Background

Camden Residents’ Action Group (CRAG) was established in 1973 as a non-political, non-profit community organization, with heritage and environment objectives of maintaining the unique historical character of Camden township and other heritage sites and generally conserving and improving the environmental amenity of the Camden local government area.

The group formed as a grass-roots response to an earlier Council’s endorsement of sacrificing a unique heritage and environment in the name of ‘progress’.

In 1973, the State Government proposed a ‘Three Cities Plan’ for Camden, Appin and Campbelltown. The impact of this was to give the green light to speculative developers who quickly sought out much of Camden Park for housing, proposed medium density development around St John’s Church and saw no problem with replacing historic buildings in the township with new ones.

In 1973 the Camden community supported a new local candidate for Council, and later Liberal Member for Camden, Dr Liz Kernohan  who pledged to resist the short-sighted destruction of a unique historic town and its rural heritage. Although CRAG was not opposed to the concept of growth areas in places beyond already established urban areas, both  CRAG and Council at the time were opposed to the categorisation of historic Camden as a growth centre. CRAG formed a fruitful consultative relationship with Dr Kernohan and Council through a time that could have seen the end of Camden as we know it today.

CRAG continued to represent those who believed in its stated heritage conservation and environmental amenity objectives, being involved with many policies and issues over the decades since its inception. This involvement has included constructive consultations and input into various Camden Town Centre Master Plans, Traffic Studies, Local Environmental Plans and Heritage Studies. Some of the issues considered by CRAG include: sand mining in the Nepean River; the conservation of the scenic hills; the establishment of a bush corridor in Mount Annan/Spring Farm; inappropriate developments in the vicinity of St John’s Church, including a decked car park proposed in 2006; housing development at Cawdor; air quality in Camden and Sydney’s south west as well as the proposed second Sydney Airport at Badgerys Creek and the regeneration of Kings Bush. In particular, CRAG was successful in obtaining an Environmental Trust grant to restore the Camden Wetlands in 1992-93. This project transformed the area along the cycleway from a degraded horse paddock with dumped rubbish, into the wildlife habitat and conservation area that it is now. The wetlands now link nicely to Kings Bush which was subsequently regenerated with CRAG input from the mid 1990’s onward.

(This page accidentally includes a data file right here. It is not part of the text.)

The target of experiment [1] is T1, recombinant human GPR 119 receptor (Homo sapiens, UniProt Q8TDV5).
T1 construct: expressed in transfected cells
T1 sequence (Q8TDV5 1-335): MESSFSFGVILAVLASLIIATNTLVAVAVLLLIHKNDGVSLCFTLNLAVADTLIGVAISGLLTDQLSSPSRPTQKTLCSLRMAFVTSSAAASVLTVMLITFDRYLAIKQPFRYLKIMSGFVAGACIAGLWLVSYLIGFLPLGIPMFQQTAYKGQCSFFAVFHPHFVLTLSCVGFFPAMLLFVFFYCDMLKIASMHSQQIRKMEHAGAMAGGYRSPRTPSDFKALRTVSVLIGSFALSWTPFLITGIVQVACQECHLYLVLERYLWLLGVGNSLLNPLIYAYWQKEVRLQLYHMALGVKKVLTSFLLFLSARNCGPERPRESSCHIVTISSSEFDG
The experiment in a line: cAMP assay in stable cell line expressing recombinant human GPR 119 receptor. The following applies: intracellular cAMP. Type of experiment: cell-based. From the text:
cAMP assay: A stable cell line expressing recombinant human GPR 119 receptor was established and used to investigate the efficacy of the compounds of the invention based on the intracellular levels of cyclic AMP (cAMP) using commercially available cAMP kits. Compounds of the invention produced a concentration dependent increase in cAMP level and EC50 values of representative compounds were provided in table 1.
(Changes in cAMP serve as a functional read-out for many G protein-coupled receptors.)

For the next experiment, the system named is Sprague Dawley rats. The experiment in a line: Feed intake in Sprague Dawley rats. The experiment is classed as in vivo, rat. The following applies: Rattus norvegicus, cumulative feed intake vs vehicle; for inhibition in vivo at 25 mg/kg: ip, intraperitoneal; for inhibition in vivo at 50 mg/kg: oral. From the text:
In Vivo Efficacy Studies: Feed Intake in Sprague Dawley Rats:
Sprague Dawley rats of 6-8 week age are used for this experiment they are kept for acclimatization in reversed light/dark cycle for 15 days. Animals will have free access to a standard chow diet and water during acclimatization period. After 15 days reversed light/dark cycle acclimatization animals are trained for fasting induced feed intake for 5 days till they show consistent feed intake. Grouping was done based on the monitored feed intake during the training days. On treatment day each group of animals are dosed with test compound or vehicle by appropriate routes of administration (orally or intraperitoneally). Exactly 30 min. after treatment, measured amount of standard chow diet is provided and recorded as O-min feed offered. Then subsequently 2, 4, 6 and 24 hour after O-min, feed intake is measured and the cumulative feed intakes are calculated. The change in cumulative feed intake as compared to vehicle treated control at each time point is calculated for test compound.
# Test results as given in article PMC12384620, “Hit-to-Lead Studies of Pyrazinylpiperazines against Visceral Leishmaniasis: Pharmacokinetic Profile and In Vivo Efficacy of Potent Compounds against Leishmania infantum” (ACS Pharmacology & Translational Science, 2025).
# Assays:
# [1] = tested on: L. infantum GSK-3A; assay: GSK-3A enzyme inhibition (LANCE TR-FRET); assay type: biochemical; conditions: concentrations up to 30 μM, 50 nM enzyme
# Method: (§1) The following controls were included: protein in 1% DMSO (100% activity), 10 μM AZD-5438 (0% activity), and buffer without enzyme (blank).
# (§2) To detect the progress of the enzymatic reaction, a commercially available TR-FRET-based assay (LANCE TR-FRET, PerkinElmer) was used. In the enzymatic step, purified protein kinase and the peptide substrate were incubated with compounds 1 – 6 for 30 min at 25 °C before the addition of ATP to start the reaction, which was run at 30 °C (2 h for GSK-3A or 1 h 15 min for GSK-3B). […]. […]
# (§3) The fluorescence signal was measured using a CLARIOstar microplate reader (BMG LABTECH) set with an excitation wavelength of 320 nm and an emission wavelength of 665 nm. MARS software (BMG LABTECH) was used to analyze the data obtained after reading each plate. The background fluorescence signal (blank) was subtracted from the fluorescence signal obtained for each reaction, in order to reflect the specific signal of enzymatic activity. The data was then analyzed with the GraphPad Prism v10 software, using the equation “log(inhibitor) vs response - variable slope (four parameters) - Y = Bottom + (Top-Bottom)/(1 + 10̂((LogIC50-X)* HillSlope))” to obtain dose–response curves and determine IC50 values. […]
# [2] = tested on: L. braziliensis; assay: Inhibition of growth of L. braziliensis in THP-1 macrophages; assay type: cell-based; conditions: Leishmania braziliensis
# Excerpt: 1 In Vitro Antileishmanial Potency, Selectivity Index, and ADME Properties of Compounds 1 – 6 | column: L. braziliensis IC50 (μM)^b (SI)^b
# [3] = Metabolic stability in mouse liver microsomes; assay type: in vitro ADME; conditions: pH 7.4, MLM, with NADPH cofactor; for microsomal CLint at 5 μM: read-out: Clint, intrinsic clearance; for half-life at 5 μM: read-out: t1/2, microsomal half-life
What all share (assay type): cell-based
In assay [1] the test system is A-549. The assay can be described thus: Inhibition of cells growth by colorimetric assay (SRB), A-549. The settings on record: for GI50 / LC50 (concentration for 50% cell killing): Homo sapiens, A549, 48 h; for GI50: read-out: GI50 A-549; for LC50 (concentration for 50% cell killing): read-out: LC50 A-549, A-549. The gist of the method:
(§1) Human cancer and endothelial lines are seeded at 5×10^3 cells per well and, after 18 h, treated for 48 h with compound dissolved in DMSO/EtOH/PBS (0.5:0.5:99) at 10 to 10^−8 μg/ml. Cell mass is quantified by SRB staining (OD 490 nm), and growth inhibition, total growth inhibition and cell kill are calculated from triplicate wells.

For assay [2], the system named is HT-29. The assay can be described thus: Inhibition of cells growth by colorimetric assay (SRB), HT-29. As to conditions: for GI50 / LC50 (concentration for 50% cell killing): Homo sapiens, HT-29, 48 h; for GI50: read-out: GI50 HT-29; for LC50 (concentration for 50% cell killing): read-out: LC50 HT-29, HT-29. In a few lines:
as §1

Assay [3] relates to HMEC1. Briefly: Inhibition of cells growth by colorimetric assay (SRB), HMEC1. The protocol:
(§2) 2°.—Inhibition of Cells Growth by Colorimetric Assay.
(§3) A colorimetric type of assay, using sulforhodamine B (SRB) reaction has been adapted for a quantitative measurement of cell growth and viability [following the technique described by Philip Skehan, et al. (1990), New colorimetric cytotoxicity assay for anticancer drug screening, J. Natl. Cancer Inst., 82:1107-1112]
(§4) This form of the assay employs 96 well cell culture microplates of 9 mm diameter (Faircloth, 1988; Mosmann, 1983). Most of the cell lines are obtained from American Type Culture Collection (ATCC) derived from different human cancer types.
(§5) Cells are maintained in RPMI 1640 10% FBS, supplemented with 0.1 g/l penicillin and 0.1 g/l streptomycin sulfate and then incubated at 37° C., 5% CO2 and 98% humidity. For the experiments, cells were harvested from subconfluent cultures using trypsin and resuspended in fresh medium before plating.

Through an independent Council and a democratic representative process the heritage conservation area of the Macarthur town was mapped and legislated in 2010 through the Local Environmental Plan. It was believed that Camden township was henceforth safe from developers seeking short-term profits at the expense of the town’s amenity for residents and conservation of heritage values into the future.  Camden had preserved a special quality, loved by the residents and cherished by those who venture from Sydney to enjoy rare country atmosphere so close to Australia’s largest city.

Unfortunately that began to change in 2012, when far from being independent, the Council became controlled by a partisan majority faction that decided that heritage conservation planning controls constrained development.  The latest Council Vision for the Camden Town Centre proposes amending the height and heritage provisions of its heritage conservation area, which was laid out as a private town on Camden Park by James and William Macarthur in 1836. High rise and infill development in this small area of the municipality would destroy a unique piece of Australian heritage.

In the name of what particular interests tout as ‘progress’, the special character and ambience of Camden is again under existential threat.  Many others of course see the economic viability of Camden being enhanced, or indeed dependent on its differentiating qualities of heritage, village townscape and unique rural features.

Once again CRAG is fighting to save Camden. If you share CRAG’s objectives please join us.